Trash or Keep: Hand-Me-Downs from the Late 90s to Early 2000s

By Olubanke Agunloye

Before thrifting or vintage clothing became such a popular pursuit, growing up with older siblings equated to hand-me-downs for the majority of my childhood. I recall searching through baskets and bags of old unwanted clothes every time a new season began. As a young kid, I was able to watch the experiences and memories made in each of these pieces. These early 2000s hand-me-downs became my first “going out” get-ups, my first mature pieces, and my first work clothes, and I was able to see the lives they lived before they fell into my possession. These days’ vestiges of the first part of a millennium characterized by “cultural hand-me-downs” have been creeping back up into pop culture and fashion. Now pieces that, for a period of time, were seen as frumpy are appearing in more recent collections of high-end clothing companies for tons of cash. Although some of these pieces are long gone and are sent to the Salvation Army for the next person to find, should I regret not preserving all these pieces I’ve seen cycle through my household over the years?

Trash or Keep_ Hand-Me-Downs from the early 2000s - Stephanie Carmody
Art by Stephanie Carmodie

The Puffer Coat:

When Vogue was still mostly in print, brands like Eko and Baby Phat would advertise these elaborate puffer coats with fur, gold accents, and mixed fabrics. I recall being 5 and watching my eldest sister beg for a black and white Baby Phat puffer coat from Macy’s during our annual back to school shopping trips. All their friends had the same oversized coat for the next couple of winters. Amongst the guys the bigger the coat the cooler they seemed to be. These oversized coats would drown kids in bright colored nylon material. But because Kimora Lee Simmons and Ashanti were wearing them it was a valid piece in our wardrobe.  

 Low Rise Jeans:

“The bigger the mid-drift the better” was the mantra a lot of teen girls seemed to live by. The mid-section exposure accompanied by thong straps peeping out just over the brim of the jeans was the ideal get-up for the angsty female teen. Movies like Thirteen elevated this trend. Scenes from Degrassi where Mindy wore the thong and low rise pants combo set the precedent for what “sexy” should look like. Influences from the girls in this media made getting dressed for school a battle. My sister would overdo the low-rise look and my mom would threaten to throw the “haggard pants” in the trash.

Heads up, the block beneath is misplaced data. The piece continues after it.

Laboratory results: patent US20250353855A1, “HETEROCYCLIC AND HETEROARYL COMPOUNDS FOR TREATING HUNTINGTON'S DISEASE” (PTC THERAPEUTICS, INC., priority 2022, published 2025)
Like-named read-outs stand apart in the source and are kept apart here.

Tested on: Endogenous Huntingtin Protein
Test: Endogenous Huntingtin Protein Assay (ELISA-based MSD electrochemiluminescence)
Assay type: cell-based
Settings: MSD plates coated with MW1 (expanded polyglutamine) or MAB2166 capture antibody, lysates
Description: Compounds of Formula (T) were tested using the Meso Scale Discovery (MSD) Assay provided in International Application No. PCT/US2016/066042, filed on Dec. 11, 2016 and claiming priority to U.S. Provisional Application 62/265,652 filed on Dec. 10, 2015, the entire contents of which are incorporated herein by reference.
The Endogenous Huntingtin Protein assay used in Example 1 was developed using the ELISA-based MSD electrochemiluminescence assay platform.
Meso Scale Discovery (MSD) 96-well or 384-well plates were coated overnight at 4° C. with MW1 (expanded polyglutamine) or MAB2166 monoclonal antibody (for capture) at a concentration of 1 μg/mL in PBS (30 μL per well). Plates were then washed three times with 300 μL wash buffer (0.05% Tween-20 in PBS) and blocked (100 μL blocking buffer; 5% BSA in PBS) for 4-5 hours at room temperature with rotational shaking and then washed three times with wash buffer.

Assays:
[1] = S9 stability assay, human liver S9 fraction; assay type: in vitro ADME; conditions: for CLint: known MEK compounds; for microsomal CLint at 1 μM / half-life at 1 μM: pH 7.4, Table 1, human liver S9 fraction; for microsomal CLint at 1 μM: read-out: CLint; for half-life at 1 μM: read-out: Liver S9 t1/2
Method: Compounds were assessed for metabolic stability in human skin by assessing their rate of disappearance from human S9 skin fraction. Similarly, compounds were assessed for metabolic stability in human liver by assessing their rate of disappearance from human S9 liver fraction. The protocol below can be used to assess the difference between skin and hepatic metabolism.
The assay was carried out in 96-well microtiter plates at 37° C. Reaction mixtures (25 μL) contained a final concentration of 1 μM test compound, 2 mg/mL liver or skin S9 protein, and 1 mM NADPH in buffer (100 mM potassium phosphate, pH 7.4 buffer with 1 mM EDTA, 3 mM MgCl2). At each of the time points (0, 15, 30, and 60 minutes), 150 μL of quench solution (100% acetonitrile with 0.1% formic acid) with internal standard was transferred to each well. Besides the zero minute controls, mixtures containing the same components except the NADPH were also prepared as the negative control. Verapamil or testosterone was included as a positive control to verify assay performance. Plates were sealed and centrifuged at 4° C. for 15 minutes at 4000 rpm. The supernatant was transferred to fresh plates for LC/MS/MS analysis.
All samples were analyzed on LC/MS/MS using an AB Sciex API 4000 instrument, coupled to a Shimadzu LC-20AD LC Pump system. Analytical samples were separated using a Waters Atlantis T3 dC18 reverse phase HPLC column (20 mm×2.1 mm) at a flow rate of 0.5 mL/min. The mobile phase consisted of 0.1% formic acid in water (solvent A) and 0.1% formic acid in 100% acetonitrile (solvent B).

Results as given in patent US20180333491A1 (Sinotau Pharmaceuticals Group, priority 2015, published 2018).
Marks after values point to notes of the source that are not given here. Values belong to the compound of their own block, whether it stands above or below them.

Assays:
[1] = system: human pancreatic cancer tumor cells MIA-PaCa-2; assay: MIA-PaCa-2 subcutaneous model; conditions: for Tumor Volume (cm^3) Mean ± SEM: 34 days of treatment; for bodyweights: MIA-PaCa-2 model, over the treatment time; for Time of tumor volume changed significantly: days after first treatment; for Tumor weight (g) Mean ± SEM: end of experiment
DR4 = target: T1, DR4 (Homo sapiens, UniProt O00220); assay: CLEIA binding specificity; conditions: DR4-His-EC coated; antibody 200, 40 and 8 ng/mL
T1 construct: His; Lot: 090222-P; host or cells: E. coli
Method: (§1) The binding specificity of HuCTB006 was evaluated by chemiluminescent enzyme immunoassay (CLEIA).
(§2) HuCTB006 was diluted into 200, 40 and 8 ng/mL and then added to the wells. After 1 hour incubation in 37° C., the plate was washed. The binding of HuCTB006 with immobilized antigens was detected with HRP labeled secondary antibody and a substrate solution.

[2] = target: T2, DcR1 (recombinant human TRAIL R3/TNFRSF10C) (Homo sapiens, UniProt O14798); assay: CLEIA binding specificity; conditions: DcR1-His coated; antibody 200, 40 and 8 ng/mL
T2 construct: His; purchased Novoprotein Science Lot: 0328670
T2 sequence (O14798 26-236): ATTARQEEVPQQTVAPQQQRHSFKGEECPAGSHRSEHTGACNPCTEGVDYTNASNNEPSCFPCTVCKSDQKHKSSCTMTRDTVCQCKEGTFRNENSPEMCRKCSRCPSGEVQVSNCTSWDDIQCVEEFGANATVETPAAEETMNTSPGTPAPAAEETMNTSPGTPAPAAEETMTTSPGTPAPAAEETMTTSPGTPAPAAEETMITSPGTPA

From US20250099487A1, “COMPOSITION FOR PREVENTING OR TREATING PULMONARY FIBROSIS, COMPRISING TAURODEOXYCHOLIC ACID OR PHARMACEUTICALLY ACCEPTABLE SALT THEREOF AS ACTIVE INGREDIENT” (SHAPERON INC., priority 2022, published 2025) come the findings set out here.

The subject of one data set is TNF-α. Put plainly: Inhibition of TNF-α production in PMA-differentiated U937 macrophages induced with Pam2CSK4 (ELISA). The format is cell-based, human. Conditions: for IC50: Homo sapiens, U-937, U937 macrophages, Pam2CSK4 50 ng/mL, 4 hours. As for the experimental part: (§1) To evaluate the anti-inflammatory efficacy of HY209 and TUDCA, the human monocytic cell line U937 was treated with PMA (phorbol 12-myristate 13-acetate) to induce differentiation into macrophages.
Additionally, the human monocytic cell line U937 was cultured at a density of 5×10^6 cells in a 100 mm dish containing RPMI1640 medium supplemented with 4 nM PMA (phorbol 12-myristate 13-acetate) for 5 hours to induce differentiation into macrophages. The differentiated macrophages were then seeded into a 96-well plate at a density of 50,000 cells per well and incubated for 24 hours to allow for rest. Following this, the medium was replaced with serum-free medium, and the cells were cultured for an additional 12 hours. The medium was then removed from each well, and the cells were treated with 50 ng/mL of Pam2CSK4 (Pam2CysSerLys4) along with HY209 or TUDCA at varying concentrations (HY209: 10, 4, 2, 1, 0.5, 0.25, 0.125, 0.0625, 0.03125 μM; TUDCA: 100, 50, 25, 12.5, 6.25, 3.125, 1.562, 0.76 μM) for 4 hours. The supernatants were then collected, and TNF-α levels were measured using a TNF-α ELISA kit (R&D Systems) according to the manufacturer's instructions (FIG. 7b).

Owl Sunglasses:

An image of the Olsen Twins wearing these shades that covered a good 30 percent of their faces was plastered in the middle of my sister’s collage of Vogue magazine cutouts. It was the first time I saw this seemingly burdensome eyewear. These glasses went to work, the beach, and outings with friends. It always seemed as though as soon as you had these specs on you, you were somebody. I begrudgingly remember the days where the terrible combination of the duck face and the owl glasses could be featured on our AIM, MySpace, or Facebook profile pics. Though they were a hit back then, today, these oversized specs can mostly be seen on cute suburban middle-aged women.    

Graphic Tees and Pants Too Inappropriate for School Dress Codes:

Another emblem of teenage angst through clothing was the oversized graphic tees that had a curse word or two, a naked girl, or maybe some very realistic looking guns, or anything of that nature that could get us sent home early from school. The shirts were bought at Zumiez or Spencers, stores we might spend a good hour loitering in as we goofed off with our friends. For the girls, it was the draw-attention-to-my-butt phrases written in cheesy cursive fonts: words like “Cutie,” “Baby,” “Juicy,” and “Off Limits.” My favorite hand-me-downs of this kind were these booty shorts with “Good luck” plastered on the back. 



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